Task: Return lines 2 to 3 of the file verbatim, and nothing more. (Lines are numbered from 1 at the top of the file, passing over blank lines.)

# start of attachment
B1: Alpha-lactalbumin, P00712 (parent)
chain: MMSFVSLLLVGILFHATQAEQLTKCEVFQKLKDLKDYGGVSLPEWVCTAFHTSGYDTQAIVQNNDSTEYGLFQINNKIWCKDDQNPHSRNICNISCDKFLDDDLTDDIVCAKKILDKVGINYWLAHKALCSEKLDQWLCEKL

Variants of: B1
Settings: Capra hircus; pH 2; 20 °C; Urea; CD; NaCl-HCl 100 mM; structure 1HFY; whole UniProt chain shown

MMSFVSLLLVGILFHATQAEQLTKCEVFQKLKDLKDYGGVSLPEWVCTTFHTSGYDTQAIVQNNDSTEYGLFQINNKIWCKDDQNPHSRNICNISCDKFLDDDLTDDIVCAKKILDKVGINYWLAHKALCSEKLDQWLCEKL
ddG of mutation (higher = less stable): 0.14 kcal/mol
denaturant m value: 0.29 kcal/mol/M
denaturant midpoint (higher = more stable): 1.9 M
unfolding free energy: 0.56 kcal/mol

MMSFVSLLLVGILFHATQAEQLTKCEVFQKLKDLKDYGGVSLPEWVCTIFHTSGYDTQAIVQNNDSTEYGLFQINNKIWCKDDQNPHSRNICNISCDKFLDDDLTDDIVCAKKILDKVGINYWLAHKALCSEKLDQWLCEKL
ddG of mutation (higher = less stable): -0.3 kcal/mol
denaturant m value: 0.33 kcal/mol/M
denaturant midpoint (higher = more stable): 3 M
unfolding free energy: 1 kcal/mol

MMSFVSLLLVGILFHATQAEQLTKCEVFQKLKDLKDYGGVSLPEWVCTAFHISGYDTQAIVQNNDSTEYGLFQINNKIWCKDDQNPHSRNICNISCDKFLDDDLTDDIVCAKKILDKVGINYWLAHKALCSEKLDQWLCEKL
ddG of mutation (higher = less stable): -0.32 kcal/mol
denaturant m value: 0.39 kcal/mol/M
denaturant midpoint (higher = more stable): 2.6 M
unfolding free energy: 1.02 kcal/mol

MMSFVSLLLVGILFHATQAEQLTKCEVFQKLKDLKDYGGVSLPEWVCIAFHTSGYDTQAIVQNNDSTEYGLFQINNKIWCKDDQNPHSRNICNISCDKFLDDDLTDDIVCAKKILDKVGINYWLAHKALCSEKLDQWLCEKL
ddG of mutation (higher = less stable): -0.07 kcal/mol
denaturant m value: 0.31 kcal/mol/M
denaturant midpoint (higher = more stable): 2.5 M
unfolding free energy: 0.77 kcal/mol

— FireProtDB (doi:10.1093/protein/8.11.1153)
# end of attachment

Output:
chain: MMSFVSLLLVGILFHATQAEQLTKCEVFQKLKDLKDYGGVSLPEWVCTAFHTSGYDTQAIVQNNDSTEYGLFQINNKIWCKDDQNPHSRNICNISCDKFLDDDLTDDIVCAKKILDKVGINYWLAHKALCSEKLDQWLCEKL

Variants of: B1